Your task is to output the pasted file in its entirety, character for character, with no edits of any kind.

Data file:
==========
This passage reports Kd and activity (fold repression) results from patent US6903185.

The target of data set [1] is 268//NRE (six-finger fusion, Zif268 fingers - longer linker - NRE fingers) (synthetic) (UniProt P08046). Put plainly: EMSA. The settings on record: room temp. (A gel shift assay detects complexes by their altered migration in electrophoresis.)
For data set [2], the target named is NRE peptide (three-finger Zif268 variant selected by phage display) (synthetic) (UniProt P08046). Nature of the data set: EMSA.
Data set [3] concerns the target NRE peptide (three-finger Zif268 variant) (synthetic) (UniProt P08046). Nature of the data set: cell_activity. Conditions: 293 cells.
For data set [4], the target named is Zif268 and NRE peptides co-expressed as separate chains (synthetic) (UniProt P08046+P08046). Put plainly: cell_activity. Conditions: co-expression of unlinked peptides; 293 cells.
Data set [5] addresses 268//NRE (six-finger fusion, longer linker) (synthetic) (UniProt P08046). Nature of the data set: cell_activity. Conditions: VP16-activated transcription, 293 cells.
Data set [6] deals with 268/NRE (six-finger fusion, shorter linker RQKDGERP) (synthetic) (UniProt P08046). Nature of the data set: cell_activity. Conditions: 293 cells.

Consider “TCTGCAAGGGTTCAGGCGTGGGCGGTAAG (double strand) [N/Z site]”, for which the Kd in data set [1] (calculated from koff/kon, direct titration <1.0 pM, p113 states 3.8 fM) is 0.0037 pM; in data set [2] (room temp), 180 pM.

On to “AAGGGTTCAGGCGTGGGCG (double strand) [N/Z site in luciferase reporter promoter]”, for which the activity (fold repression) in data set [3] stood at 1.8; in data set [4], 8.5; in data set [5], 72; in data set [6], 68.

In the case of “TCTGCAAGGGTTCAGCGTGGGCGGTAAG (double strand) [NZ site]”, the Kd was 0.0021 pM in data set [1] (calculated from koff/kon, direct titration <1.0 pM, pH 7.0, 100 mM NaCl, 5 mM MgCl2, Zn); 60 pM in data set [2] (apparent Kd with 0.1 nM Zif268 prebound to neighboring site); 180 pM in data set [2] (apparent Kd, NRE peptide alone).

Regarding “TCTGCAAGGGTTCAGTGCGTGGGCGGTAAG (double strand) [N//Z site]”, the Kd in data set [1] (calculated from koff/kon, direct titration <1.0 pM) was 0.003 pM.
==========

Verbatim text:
This passage reports Kd and activity (fold repression) results from patent US6903185.

The target of data set [1] is 268//NRE (six-finger fusion, Zif268 fingers - longer linker - NRE fingers) (synthetic) (UniProt P08046). Put plainly: EMSA. The settings on record: room temp. (A gel shift assay detects complexes by their altered migration in electrophoresis.)
For data set [2], the target named is NRE peptide (three-finger Zif268 variant selected by phage display) (synthetic) (UniProt P08046). Nature of the data set: EMSA.
Data set [3] concerns the target NRE peptide (three-finger Zif268 variant) (synthetic) (UniProt P08046). Nature of the data set: cell_activity. Conditions: 293 cells.
For data set [4], the target named is Zif268 and NRE peptides co-expressed as separate chains (synthetic) (UniProt P08046+P08046). Put plainly: cell_activity. Conditions: co-expression of unlinked peptides; 293 cells.
Data set [5] addresses 268//NRE (six-finger fusion, longer linker) (synthetic) (UniProt P08046). Nature of the data set: cell_activity. Conditions: VP16-activated transcription, 293 cells.
Data set [6] deals with 268/NRE (six-finger fusion, shorter linker RQKDGERP) (synthetic) (UniProt P08046). Nature of the data set: cell_activity. Conditions: 293 cells.

Consider “TCTGCAAGGGTTCAGGCGTGGGCGGTAAG (double strand) [N/Z site]”, for which the Kd in data set [1] (calculated from koff/kon, direct titration <1.0 pM, p113 states 3.8 fM) is 0.0037 pM; in data set [2] (room temp), 180 pM.

On to “AAGGGTTCAGGCGTGGGCG (double strand) [N/Z site in luciferase reporter promoter]”, for which the activity (fold repression) in data set [3] stood at 1.8; in data set [4], 8.5; in data set [5], 72; in data set [6], 68.

In the case of “TCTGCAAGGGTTCAGCGTGGGCGGTAAG (double strand) [NZ site]”, the Kd was 0.0021 pM in data set [1] (calculated from koff/kon, direct titration <1.0 pM, pH 7.0, 100 mM NaCl, 5 mM MgCl2, Zn); 60 pM in data set [2] (apparent Kd with 0.1 nM Zif268 prebound to neighboring site); 180 pM in data set [2] (apparent Kd, NRE peptide alone).

Regarding “TCTGCAAGGGTTCAGTGCGTGGGCGGTAAG (double strand) [N//Z site]”, the Kd in data set [1] (calculated from koff/kon, direct titration <1.0 pM) was 0.003 pM.